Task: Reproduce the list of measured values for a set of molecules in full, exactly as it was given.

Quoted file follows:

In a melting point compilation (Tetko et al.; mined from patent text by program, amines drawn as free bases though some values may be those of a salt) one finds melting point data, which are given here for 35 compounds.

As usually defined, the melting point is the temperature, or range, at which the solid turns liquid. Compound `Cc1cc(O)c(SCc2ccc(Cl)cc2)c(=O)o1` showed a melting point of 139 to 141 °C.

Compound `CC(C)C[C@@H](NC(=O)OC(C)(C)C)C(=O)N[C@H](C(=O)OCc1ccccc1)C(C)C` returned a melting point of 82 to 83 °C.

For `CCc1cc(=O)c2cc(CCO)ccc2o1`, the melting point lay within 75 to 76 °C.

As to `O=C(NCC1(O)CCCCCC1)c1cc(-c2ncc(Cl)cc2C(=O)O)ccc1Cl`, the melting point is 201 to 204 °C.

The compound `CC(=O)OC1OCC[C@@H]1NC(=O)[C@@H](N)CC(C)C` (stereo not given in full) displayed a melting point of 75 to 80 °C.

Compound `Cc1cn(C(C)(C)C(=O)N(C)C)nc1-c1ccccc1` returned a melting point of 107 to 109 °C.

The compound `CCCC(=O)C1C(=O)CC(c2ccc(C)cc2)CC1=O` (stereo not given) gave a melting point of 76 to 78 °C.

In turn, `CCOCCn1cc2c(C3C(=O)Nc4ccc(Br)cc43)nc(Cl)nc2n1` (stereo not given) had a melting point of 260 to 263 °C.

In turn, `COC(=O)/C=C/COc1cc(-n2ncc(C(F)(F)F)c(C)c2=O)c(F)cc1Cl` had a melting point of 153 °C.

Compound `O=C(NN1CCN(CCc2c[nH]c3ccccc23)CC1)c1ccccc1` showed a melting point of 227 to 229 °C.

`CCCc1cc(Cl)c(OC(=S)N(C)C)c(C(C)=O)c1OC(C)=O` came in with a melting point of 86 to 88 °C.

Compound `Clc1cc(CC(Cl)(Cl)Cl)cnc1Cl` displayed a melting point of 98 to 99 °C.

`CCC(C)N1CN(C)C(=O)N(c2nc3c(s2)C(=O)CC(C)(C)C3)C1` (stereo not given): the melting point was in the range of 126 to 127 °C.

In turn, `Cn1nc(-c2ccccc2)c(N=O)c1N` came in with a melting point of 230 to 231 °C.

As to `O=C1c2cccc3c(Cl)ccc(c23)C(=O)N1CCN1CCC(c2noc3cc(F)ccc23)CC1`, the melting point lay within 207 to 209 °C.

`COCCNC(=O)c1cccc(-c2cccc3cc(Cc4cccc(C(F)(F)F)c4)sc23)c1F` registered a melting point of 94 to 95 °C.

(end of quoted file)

In a melting point compilation (Tetko et al.; mined from patent text by program, amines drawn as free bases though some values may be those of a salt) one finds melting point data, which are given here for 35 compounds.

As usually defined, the melting point is the temperature, or range, at which the solid turns liquid. Compound `Cc1cc(O)c(SCc2ccc(Cl)cc2)c(=O)o1` showed a melting point of 139 to 141 °C.

Compound `CC(C)C[C@@H](NC(=O)OC(C)(C)C)C(=O)N[C@H](C(=O)OCc1ccccc1)C(C)C` returned a melting point of 82 to 83 °C.

For `CCc1cc(=O)c2cc(CCO)ccc2o1`, the melting point lay within 75 to 76 °C.

As to `O=C(NCC1(O)CCCCCC1)c1cc(-c2ncc(Cl)cc2C(=O)O)ccc1Cl`, the melting point is 201 to 204 °C.

The compound `CC(=O)OC1OCC[C@@H]1NC(=O)[C@@H](N)CC(C)C` (stereo not given in full) displayed a melting point of 75 to 80 °C.

Compound `Cc1cn(C(C)(C)C(=O)N(C)C)nc1-c1ccccc1` returned a melting point of 107 to 109 °C.

The compound `CCCC(=O)C1C(=O)CC(c2ccc(C)cc2)CC1=O` (stereo not given) gave a melting point of 76 to 78 °C.

In turn, `CCOCCn1cc2c(C3C(=O)Nc4ccc(Br)cc43)nc(Cl)nc2n1` (stereo not given) had a melting point of 260 to 263 °C.

In turn, `COC(=O)/C=C/COc1cc(-n2ncc(C(F)(F)F)c(C)c2=O)c(F)cc1Cl` had a melting point of 153 °C.

Compound `O=C(NN1CCN(CCc2c[nH]c3ccccc23)CC1)c1ccccc1` showed a melting point of 227 to 229 °C.

`CCCc1cc(Cl)c(OC(=S)N(C)C)c(C(C)=O)c1OC(C)=O` came in with a melting point of 86 to 88 °C.

Compound `Clc1cc(CC(Cl)(Cl)Cl)cnc1Cl` displayed a melting point of 98 to 99 °C.

`CCC(C)N1CN(C)C(=O)N(c2nc3c(s2)C(=O)CC(C)(C)C3)C1` (stereo not given): the melting point was in the range of 126 to 127 °C.

In turn, `Cn1nc(-c2ccccc2)c(N=O)c1N` came in with a melting point of 230 to 231 °C.

As to `O=C1c2cccc3c(Cl)ccc(c23)C(=O)N1CCN1CCC(c2noc3cc(F)ccc23)CC1`, the melting point lay within 207 to 209 °C.

`COCCNC(=O)c1cccc(-c2cccc3cc(Cc4cccc(C(F)(F)F)c4)sc23)c1F` registered a melting point of 94 to 95 °C.